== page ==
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NitroXAdministrator
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Question on takedown designs?
      #369500 - 23/09/22 08:58 PM

Looking at the image, the Right appears to have the usual relieved thread. The barrel is screwed in by hand until locked in place with a catch.

Sometimes an interupted thread is used, grooves through the thread allowing the barrel to be slid straight in, a turn and locked into place.

The Westley Richards does not have a visible thread? Is the takedown thethod where the barrel fits into the action and bolt locks up directly into the barrel collar?

A method used on some modern designs.



Quote:

These rifles show two examples of early takedown, or detachable-barrel, bolt actions. The Westley Richards in .425 Magnum Express, top, features a dropbox magazine, which allows the shooter to quickly reload via stripper clips. The Rigby has a threaded barrel and receiver for assembly and disassembly.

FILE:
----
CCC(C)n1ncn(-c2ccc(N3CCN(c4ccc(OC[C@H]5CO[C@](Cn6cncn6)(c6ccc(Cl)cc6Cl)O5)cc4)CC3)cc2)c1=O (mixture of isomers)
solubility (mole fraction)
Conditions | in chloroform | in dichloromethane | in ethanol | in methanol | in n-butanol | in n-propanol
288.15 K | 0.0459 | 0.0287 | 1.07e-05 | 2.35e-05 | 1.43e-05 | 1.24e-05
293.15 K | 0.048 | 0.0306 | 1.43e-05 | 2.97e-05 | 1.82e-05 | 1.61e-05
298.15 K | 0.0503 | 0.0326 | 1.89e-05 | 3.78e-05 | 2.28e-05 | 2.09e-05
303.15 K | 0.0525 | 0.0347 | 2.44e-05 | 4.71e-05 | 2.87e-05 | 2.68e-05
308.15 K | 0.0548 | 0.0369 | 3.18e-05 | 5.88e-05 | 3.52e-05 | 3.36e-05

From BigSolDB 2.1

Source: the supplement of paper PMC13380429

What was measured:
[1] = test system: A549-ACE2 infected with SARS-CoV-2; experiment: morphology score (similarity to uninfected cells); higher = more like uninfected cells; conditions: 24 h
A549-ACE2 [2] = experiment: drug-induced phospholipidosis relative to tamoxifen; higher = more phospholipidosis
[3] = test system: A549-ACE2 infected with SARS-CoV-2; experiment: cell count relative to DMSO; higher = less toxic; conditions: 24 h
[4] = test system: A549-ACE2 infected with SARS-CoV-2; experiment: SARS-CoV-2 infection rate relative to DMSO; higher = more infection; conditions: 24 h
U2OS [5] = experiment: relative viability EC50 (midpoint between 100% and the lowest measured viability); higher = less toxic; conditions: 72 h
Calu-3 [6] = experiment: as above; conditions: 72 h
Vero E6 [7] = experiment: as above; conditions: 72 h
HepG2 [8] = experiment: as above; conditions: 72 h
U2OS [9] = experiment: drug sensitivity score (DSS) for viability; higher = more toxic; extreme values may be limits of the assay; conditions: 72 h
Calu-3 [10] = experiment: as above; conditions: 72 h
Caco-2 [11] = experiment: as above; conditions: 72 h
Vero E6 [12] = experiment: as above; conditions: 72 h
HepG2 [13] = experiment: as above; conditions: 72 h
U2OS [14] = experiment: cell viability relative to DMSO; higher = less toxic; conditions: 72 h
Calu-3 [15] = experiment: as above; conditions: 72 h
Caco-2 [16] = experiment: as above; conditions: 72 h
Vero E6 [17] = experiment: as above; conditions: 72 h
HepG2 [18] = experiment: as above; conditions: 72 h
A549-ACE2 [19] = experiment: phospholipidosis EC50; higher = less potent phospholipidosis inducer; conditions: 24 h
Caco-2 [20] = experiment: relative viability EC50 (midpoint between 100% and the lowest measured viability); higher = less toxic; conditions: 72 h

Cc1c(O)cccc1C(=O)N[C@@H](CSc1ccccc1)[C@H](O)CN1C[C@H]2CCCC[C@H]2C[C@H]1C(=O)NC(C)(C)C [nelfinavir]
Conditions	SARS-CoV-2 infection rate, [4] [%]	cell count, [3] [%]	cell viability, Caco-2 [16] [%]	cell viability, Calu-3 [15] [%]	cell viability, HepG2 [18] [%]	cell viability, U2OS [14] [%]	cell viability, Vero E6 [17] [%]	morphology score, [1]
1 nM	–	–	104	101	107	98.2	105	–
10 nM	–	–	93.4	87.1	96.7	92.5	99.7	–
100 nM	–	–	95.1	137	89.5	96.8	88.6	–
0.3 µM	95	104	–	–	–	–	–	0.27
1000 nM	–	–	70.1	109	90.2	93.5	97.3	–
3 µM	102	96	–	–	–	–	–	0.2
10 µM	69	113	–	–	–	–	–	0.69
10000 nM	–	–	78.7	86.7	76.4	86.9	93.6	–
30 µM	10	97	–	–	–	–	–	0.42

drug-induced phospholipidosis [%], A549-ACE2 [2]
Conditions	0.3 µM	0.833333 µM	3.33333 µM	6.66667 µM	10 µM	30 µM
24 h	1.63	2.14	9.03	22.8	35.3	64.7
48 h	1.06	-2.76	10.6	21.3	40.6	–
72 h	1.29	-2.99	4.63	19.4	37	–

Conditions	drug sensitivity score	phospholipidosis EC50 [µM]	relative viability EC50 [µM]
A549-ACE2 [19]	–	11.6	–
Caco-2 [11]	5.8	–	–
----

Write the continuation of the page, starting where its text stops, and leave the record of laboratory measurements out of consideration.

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szihn
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Re: Question on takedown designs? [Re: NitroX]
      #369508 - 24/09/22 01:11 AM

The WR the bolt locks into the action as it does on all Mausers. The collar with the lugs and recess is just for the lock-up of the barrel.

All takedown arms with screw threads have the problem of thread wear. In the lugged collar types the female collar and the male collar with the lugs were hardened to minimize the wear.

I do a take down Mauser a bit differently.

I use 1/4 inch steel plate and surface grind 2 faces so they are dead flat. One is set and screwed with an epoxy bed to the rear section of the stock in front of the action very much like the Rigby shown there. On the other, I weld an "arm" to inlet into the forend wood at the 6:00 position under the barrel and use screws and epoxy on it too, so it's set flat to flat against the one in the rear of the rifle. The 2 steel pieces are carefully fitted to match the barrels (I do 2-3 barrels in different calibers as a rule)